The Windows Open Source Developer diaries–The beginning

Next: The Windows Open Source Developer Diaries–Installing stuff >

I don’t class myself as an Open Source developer really. I have used Open Source GIS in a few occasions but it was always been the Windows flavour. I never used any Linux distributions nor have I written/contributed a single line of code even for the windows version of these software. My only claim in the Open Source development world is the development of the Silverlight Interface for Mapserver and a couple of linear referencing functions for for SQL Server Spatial Tools. Still very Microsoft focused as you can tell.

I always wanted to work on an application with a complete open source stack but never had the opportunity/time. Until now that is.

Because just the other day, I have been asked to investigate the necessary technologies to create an open source web-editing application and build a proof of concept prototype. Fantastic! Just what I’ve been waiting for.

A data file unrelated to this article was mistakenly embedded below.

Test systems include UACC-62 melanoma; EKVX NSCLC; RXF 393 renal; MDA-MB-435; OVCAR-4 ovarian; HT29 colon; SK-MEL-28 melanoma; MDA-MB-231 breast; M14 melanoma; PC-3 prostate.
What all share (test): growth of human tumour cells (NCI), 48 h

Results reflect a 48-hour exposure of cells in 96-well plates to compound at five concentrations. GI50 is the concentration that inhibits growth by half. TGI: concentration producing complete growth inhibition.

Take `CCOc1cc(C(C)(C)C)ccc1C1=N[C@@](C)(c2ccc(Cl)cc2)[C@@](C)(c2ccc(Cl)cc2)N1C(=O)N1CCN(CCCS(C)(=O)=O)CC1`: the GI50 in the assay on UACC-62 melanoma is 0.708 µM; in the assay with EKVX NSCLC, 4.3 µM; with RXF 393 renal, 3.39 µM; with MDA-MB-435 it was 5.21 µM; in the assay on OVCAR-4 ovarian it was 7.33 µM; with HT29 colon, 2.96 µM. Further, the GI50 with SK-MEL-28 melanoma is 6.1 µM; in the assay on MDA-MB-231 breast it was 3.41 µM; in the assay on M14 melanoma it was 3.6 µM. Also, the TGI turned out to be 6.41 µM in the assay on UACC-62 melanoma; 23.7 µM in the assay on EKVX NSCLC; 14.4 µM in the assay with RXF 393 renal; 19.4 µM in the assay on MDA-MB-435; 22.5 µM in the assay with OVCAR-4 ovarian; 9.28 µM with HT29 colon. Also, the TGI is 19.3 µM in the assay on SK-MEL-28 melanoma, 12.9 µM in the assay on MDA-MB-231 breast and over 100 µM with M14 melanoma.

The application should be running on Windows (yes- still windows-focused) and require login for different users/roles so I guess I would be needing a Geospatial CMS and for now at least, my first try would be Cartaro. Cartaro is a Drupal distribution using PostGIS, GeoServer and OpenLayers, all of them quite mature on their windows versions.

I have worked with PostGIS and I am pretty confident with it to deliver what’s needed. On the other hand, I never used GeoServer and have very limited javascript experience. I would assume though that I would not need to jump into too deep with Geoserver as I would only use it to setup my map services (right?).The things I am a bit worried about to be honest, are OpenLayers as it would require to get my teeth into javascript, and also whether all these technologies would work nicely together especially in a windows environment. I have been on record before as saying that a lot of times FOSS seem to leave windows users behind…

So this will be a series of posts probably weekly, day job permitting, recording my experiences while I download and install things, trying to to make them work and the frustrations and tribulations I am sure I will experience! This will then serve as a nice reference for me and hopefully help others willing to go the same path. You may see me in forums asking questions or on twitter sharing my thoughts. And of course feel free to leave any comments on this and the next posts especially if you notice I have taken any wrong turns!

Let the games begin…

Next: The Windows Open Source Developer Diaries–Installing stuff >


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